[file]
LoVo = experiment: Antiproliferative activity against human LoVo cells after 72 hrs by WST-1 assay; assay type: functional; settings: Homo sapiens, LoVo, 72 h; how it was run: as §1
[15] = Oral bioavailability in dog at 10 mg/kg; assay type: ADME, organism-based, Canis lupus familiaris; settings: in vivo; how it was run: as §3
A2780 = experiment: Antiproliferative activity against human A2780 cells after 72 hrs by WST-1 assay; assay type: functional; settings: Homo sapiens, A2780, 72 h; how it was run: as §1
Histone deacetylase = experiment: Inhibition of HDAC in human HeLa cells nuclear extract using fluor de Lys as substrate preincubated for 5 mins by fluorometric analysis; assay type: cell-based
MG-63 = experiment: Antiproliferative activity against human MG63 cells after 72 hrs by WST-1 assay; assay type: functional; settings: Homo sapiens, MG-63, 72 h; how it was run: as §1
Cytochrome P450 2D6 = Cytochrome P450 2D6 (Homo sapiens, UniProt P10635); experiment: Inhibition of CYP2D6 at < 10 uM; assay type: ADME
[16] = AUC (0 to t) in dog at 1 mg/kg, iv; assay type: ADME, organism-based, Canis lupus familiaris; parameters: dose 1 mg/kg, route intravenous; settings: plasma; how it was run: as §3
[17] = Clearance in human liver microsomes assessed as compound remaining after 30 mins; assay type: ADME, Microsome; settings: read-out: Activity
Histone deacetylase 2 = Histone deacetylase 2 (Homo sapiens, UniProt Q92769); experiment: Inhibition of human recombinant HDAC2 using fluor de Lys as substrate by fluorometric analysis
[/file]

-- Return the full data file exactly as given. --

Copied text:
LoVo = experiment: Antiproliferative activity against human LoVo cells after 72 hrs by WST-1 assay; assay type: functional; settings: Homo sapiens, LoVo, 72 h; how it was run: as §1
[15] = Oral bioavailability in dog at 10 mg/kg; assay type: ADME, organism-based, Canis lupus familiaris; settings: in vivo; how it was run: as §3
A2780 = experiment: Antiproliferative activity against human A2780 cells after 72 hrs by WST-1 assay; assay type: functional; settings: Homo sapiens, A2780, 72 h; how it was run: as §1
Histone deacetylase = experiment: Inhibition of HDAC in human HeLa cells nuclear extract using fluor de Lys as substrate preincubated for 5 mins by fluorometric analysis; assay type: cell-based
MG-63 = experiment: Antiproliferative activity against human MG63 cells after 72 hrs by WST-1 assay; assay type: functional; settings: Homo sapiens, MG-63, 72 h; how it was run: as §1
Cytochrome P450 2D6 = Cytochrome P450 2D6 (Homo sapiens, UniProt P10635); experiment: Inhibition of CYP2D6 at < 10 uM; assay type: ADME
[16] = AUC (0 to t) in dog at 1 mg/kg, iv; assay type: ADME, organism-based, Canis lupus familiaris; parameters: dose 1 mg/kg, route intravenous; settings: plasma; how it was run: as §3
[17] = Clearance in human liver microsomes assessed as compound remaining after 30 mins; assay type: ADME, Microsome; settings: read-out: Activity
Histone deacetylase 2 = Histone deacetylase 2 (Homo sapiens, UniProt Q92769); experiment: Inhibition of human recombinant HDAC2 using fluor de Lys as substrate by fluorometric analysis